Free streaming broadcast: Sat June 23rd & Sun June24th
Great news for all of us in the vitiligo community around the world: by the time next Monday (25th June – #World-Vitiligo-Day 2018) arrives, we could find ourselves a lot better informed about current and future developments in #vitiligo-research and clinical care. I say this because we all have the opportunity to stream this year’s WVD conference by visiting this page on the University of Massachusetts Vitiligo Clinic and Research Center’s website.
Entitled Children, Research, and Hope for the Future, the conference will be hosted by the Director of the Centre Dr John Harris (you may have seen my previous blog post about Dr Harris) and Valarie Molyneaux the Founder and Chief Executive Officer of VITFriends and the programme will include presentations from a diverse and impressive list of guest speakers, drawn from the worlds of dermatology, pigmentation research, psychology, modelling, broadcasting, celebrity, business and even photography.
The live stream for the conference will be available at the following times (time zone: EasternDaylight Time / UTC/GMT-4)
If you do listen in, I feel certain that World Vitiligo Day 2018 will not only find you better informed, but uplifted and encouraged too. Although we may not always be aware of the fact, there is so much to celebrate and anticipate in the areas of vitiligo research, awareness and support. And this weekend is probably the best chance to date for us to feel part of this exciting progress.
Vitiligo on TV makeover show
Earlier this month I watched Katie Piper’s Face to Face, a #TV documentary on Britain’s Channel 4 presented by a former model, in which she invited women with a variety of face-altering skin conditions to have a makeover. What made this programme so different from all the other makeover shows I have ever seen was that Katie herself has severe facial scars which she sustained several years ago when she was the victim of an acid attack. And, unbeknown to her guests, each of the make-up artists on the show shared the same facial condition as the person they were making up. The whole show was absorbing but I was, of course, particularly interested in the #vitiligo-makeover.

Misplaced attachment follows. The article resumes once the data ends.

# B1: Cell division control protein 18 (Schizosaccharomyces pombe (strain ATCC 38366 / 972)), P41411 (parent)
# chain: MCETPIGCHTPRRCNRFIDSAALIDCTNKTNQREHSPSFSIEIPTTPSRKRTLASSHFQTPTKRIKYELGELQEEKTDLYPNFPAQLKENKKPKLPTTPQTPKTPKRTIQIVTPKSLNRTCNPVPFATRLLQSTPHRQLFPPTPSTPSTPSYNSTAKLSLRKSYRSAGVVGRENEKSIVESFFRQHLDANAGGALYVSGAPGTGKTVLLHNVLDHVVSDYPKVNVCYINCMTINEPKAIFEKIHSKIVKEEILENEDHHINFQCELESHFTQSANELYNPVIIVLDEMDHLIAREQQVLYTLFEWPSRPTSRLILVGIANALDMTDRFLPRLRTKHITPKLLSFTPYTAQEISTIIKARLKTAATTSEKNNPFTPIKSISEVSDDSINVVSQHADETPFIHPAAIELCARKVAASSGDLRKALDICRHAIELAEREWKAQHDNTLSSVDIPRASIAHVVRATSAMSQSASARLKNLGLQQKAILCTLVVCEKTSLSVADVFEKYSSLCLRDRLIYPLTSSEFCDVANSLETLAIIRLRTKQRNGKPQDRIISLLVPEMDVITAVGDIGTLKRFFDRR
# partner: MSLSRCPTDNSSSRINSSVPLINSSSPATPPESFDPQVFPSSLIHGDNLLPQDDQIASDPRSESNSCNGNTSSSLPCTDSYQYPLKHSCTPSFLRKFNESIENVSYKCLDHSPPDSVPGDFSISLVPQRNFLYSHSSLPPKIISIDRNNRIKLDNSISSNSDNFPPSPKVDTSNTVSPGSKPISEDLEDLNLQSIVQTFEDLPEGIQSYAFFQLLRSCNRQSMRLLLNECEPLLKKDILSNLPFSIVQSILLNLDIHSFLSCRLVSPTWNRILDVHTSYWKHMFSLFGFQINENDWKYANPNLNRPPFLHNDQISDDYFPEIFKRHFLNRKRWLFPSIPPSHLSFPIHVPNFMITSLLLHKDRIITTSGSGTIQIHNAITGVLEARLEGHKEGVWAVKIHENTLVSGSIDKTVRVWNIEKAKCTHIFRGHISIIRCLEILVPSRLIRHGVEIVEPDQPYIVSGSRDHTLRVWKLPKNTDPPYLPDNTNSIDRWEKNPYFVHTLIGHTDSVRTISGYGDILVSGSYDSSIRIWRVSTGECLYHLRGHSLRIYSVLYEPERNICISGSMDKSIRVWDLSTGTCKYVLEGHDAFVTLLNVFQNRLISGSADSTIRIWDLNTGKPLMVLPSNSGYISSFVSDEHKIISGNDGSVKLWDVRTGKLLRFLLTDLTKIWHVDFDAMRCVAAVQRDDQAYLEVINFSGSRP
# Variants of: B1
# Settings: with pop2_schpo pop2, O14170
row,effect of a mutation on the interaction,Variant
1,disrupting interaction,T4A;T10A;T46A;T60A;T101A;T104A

The big reveal
The most dramatic twist of all was "reverse big reveal” at the end of each makeover when, to the surprise of the person sitting in the make-up chair, the artist wiped off their own cosmetics to reveal that they too had the same condition. The effect of this was both moving and uplifting because it was so unexpected and, in a strange way, so intimate. This was definitely not your average makeover show (although there were some useful tips for anyone interested in cosmetics and camouflage) and it was certainly not about glamorous professionals helping to transform poor, needy victims by teaching them to hide their scars. It did show that make-up is a potentially empowering, but completely personal, choice for anyone whose face is different from the accepted norm. But, much more importantly, it showed the power of shared experience and mutual compassion between the invited guests and their make-up artists (some of whom were self-taught, rather than professionals). Seeing their reactions, I was reminded of the tremendous power of mutual support. Because, no matter how kind and well-intentioned a person may be, it takes someone who has been through a face-altering experience to truly understand how this makes a person feel.
One shared experience: two different ways of coping
The show also highlighted the different ways in which individuals cope with their skin condition. Rochelle, the guest with vitiligo, had come to terms so completely with her two-tone skin that she actually found the cosmetic transformation into airbrushed perfection rather unnerving, whereas Nancy, the artist who performed the makeover, relies on cosmetic camouflage to give her the confidence she needs each day to feel comfortable in her own skin. I found myself in awe of Rochelle's attitude but I completely related to Nancy's because my reaction to having vitiligo had always been to hide it at all costs and every time I removed my make-up and looked in the mirror it use to make me miserable. For me, the most powerful part of their interaction was seeing both of them instantly empathise with the other, whilst accepting that they each had completely different, yet equally valid, ways of coping on a daily basis.
Exposure and coverage